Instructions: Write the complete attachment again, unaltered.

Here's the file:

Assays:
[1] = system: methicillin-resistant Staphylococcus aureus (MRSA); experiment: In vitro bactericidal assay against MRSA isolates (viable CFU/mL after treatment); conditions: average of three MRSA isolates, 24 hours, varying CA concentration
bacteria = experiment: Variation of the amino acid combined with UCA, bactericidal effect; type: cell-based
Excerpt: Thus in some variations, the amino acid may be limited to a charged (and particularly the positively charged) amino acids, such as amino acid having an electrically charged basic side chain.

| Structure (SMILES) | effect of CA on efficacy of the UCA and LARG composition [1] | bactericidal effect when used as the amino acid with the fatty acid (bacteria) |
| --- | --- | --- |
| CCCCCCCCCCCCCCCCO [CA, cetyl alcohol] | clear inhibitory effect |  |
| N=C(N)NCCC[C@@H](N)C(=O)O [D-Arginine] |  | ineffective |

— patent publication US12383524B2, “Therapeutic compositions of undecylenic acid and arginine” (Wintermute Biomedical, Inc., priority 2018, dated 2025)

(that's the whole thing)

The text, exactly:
Assays:
[1] = system: methicillin-resistant Staphylococcus aureus (MRSA); experiment: In vitro bactericidal assay against MRSA isolates (viable CFU/mL after treatment); conditions: average of three MRSA isolates, 24 hours, varying CA concentration
bacteria = experiment: Variation of the amino acid combined with UCA, bactericidal effect; type: cell-based
Excerpt: Thus in some variations, the amino acid may be limited to a charged (and particularly the positively charged) amino acids, such as amino acid having an electrically charged basic side chain.

| Structure (SMILES) | effect of CA on efficacy of the UCA and LARG composition [1] | bactericidal effect when used as the amino acid with the fatty acid (bacteria) |
| --- | --- | --- |
| CCCCCCCCCCCCCCCCO [CA, cetyl alcohol] | clear inhibitory effect |  |
| N=C(N)NCCC[C@@H](N)C(=O)O [D-Arginine] |  | ineffective |

— patent publication US12383524B2, “Therapeutic compositions of undecylenic acid and arginine” (Wintermute Biomedical, Inc., priority 2018, dated 2025)